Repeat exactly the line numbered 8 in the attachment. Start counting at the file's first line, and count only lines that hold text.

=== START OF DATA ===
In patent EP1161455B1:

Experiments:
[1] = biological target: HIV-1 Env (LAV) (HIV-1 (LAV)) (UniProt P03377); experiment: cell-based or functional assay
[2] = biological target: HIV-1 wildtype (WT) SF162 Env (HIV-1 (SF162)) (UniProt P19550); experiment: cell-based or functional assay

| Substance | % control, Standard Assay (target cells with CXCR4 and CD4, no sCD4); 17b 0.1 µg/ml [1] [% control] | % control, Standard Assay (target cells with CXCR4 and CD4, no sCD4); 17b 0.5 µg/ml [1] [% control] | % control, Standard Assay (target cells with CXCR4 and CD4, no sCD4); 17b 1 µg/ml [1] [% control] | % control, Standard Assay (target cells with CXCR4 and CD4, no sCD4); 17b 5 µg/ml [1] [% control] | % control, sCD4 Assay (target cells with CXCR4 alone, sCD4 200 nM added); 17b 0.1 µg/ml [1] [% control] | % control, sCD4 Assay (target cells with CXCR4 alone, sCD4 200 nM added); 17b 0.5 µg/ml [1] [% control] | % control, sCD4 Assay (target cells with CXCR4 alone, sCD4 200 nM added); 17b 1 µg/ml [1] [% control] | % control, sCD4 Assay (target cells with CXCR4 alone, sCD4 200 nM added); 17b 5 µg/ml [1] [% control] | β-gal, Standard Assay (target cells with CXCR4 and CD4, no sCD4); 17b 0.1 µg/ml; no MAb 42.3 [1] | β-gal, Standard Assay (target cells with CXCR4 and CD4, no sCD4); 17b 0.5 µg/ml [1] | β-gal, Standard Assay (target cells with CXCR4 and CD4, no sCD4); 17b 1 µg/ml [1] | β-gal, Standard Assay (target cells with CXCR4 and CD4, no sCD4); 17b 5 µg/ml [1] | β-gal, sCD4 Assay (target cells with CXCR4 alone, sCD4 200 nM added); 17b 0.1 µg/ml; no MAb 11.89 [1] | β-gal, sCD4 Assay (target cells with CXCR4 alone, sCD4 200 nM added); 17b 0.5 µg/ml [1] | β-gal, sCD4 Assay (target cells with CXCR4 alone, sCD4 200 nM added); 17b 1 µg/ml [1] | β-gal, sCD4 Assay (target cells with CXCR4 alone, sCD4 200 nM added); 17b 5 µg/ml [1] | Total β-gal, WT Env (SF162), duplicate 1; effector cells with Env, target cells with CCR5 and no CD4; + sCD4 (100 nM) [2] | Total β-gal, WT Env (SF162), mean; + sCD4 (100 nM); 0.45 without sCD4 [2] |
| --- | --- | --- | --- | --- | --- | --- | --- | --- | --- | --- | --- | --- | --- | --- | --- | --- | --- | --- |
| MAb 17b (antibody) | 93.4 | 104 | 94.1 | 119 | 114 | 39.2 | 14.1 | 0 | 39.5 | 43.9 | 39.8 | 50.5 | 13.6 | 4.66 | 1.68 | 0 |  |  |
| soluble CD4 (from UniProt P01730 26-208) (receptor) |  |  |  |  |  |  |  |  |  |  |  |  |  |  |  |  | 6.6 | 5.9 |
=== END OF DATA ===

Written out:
| soluble CD4 (from UniProt P01730 26-208) (receptor) |  |  |  |  |  |  |  |  |  |  |  |  |  |  |  |  | 6.6 | 5.9 |